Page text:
this interview first took place on the 18th february, 2014.
reznor talks with me about the re-issue of the fragile, finding 40 unreleased demos, the grammy experience blow-by-blow, his upcoming new zealand tour, david fincher’s gone girl, and what it’s like to be incredibly, incredibly busy.
Hi Trent, how are you?
I’m good, how are you?
Good. Hey, thanks for taking the time, I really appreciate it.
No problem, thank you.
There’s a lot of excitement about you coming down here to do three dates in New Zealand. I saw your show at the Staples Centre late last year, and obviously it was a huge production that looked amazing and sounded amazing. I’m just wondering - are you guys looking forward to letting loose, being freed up from a lot of the technical stuff, and being able to just rock out a bit more?
Yeah, that’s a great observation actually. You know, the by-product of doing a show like the one you happened to see, and that was following another one that was designed for festivals, was they become very kind of rigid, and you kind of have to perform in a certain order and a certain - there’s a plot that has to be followed. The end result is after you do that for several months, you know - I’m not saying it’s not great to be on stage - but you can start to battle boredom. It just starts to get into a routine.
We knew that we’d be ready for a change at the end of that. So what we’ve got for the next few months is the band has changed from an eight-piece lineup to a four-piece lineup, and that frees us up to explore a lot more of the aggressive and electronic music that we haven’t played for a while. And it feels fresh again. We just spent a couple of weeks rehearsing and you know, there’s a level of being unsure that’s actually exciting.
That is exciting.
We’re very present and it’s much more interactive. It’s easy - more nimble, because there’s less people to try and lead down the path. So ‘yes’ is the answer. We’re excited to start this new phase, really.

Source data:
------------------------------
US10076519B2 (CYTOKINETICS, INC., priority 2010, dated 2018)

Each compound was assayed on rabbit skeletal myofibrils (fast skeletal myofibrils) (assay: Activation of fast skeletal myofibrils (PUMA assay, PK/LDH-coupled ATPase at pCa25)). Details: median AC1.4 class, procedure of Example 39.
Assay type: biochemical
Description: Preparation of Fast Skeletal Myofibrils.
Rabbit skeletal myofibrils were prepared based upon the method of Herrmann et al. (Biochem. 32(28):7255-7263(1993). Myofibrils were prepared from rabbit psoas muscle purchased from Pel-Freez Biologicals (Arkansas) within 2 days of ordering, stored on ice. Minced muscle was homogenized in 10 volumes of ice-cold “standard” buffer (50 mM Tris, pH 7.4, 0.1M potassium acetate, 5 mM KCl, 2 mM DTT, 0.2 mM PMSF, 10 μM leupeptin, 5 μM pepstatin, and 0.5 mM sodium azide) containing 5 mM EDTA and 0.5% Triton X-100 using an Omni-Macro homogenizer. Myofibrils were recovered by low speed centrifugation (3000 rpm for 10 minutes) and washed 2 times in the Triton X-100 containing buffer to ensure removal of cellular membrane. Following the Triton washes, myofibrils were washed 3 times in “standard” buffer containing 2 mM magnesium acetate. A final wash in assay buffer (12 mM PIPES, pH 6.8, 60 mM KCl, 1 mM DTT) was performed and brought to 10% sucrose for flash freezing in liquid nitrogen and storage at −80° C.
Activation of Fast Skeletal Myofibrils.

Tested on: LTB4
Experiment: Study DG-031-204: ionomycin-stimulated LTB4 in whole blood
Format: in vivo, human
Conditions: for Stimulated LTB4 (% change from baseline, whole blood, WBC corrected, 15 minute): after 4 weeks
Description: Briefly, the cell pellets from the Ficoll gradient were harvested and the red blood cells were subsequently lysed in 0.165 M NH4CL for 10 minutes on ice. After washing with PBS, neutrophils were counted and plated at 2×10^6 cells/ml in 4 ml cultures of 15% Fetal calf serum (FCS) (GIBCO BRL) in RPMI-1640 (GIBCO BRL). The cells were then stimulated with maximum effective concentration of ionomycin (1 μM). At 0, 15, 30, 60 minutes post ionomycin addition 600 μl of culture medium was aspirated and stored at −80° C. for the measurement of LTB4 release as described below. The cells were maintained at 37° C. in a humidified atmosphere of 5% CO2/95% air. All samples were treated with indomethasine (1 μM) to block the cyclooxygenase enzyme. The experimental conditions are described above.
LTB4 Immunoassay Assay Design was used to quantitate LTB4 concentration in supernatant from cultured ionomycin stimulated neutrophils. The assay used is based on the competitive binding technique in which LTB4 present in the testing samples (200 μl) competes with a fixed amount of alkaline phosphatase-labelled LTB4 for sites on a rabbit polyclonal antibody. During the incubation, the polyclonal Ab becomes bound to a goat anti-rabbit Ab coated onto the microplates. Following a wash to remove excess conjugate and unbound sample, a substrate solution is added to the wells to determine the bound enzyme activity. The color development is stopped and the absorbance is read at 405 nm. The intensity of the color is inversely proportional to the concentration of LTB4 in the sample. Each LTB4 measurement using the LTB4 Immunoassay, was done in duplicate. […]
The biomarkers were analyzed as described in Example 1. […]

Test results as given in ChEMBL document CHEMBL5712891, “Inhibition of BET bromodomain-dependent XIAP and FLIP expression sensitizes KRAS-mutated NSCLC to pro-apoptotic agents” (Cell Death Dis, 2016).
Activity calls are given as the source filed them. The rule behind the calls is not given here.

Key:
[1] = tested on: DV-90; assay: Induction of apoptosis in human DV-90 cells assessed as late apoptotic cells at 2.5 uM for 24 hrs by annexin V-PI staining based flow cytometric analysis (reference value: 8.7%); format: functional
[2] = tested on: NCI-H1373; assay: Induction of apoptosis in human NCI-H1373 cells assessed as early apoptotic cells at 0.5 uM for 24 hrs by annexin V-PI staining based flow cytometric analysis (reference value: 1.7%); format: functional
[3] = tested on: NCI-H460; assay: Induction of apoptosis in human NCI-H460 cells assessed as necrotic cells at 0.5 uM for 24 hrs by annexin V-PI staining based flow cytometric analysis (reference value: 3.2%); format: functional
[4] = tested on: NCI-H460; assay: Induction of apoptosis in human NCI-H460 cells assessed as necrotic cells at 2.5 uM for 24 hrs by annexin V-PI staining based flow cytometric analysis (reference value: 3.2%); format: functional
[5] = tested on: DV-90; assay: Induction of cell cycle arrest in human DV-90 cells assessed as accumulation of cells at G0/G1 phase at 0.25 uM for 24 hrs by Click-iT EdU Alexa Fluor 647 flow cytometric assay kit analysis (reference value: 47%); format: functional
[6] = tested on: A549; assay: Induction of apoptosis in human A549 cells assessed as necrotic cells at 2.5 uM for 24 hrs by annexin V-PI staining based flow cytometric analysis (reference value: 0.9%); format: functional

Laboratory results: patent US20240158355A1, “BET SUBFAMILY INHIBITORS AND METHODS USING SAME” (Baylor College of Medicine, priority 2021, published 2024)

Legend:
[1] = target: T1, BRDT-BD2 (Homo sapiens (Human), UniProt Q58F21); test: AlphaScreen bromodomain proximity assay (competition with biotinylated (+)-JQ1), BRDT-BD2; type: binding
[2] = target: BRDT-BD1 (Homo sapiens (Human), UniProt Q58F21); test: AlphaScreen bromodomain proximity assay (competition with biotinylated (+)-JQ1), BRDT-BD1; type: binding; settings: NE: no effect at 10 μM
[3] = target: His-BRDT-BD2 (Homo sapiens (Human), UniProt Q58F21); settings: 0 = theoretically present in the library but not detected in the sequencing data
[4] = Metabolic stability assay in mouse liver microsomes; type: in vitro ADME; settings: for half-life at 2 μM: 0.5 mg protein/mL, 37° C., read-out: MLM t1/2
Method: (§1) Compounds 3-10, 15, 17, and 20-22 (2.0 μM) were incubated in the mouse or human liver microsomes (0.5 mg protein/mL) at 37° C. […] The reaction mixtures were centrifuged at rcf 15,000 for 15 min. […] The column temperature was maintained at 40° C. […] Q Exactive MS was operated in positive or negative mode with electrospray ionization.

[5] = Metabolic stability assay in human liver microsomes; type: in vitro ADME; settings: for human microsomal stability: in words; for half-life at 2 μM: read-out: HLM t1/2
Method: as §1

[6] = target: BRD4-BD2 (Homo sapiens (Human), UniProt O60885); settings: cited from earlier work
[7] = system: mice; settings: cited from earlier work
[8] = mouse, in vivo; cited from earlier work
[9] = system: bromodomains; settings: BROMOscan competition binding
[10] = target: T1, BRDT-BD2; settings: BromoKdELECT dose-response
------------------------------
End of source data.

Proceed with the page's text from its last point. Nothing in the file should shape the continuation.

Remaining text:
Obviously the set with Hesitation Marks was pretty heavy over in LA, and all those songs sound great live, are there any other albums or tracks you are looking forward to? You mentioned getting stuck into some other stuff. Is there anything in particular you are looking forward to delving into?
Well the band I put together that we just had with Pino [Palladino] and our background singers and whatnot…
…Those background singers were amazing by the way, beautiful.
Well, thank you. It was really an honour to work with them. It was fun having a new weapon in the arsenal that I hadn’t had access to before. That did naturally lend itself for that band to be new-album focused, and also exploring the new funk, or deeper groove elements of older material.
But now we’re excited about being able to get into more Fragile and Year Zero stuff, more electronic, deconstructing some things that felt a little inappropriate for that band. It also allows us to get, as I mentioned, some of the more aggressive material that didn’t need eight people on stage to execute. There was a burden that came with that many people, which was, ‘OK, what are you going to do in this song? Ah, well…’ The new material is pretty easy to fit new people into, having all that extra horsepower. But to answer your question, yeah, there’s a lot of Year Zero material we hadn’t been able to play, and again a deconstruction of some of the older material with a different set of criteria. It’s a lot more electronic / aggressive this time.
Well that Year Zero stuff works well live. ‘In this Twilight’, it was a pleasure to hear that stuff [in LA during the Tension tour]. It just translates so well. Something else I was curious about - I’ve been doing some stories around The Raid 2; I know you lent some music to that particular film, and obviously you’re back with Fincher again for Gone Girl. Is that stuff floating around in your head now, or are you just going to do this tour, and then get your head into a different space for when that film comes around?
Well, uh, the timing isn’t ideal this time.
Yes, you’re f**king busy!
Well I booked this tour when David [Fincher] was going to do a different film, he was going to do 20 Thousand Leagues Under The Sea, which would start fall of 2014. So that worked out perfectly. Then things changed, and Gone Girl came up, and it happened to land right in the middle of the touring cycle that I’d already committed to. So Atticus [Ross] and I have been working - we essentially had the month of January off, so we spent that whole month together working on Gone Girl stuff, which was a shift - you know it always takes me a bit to shift from ‘playing live mode’ to the kind of quiet, different part of your brain that’s used sitting in a quiet studio, trying to think more, ah, compositionally.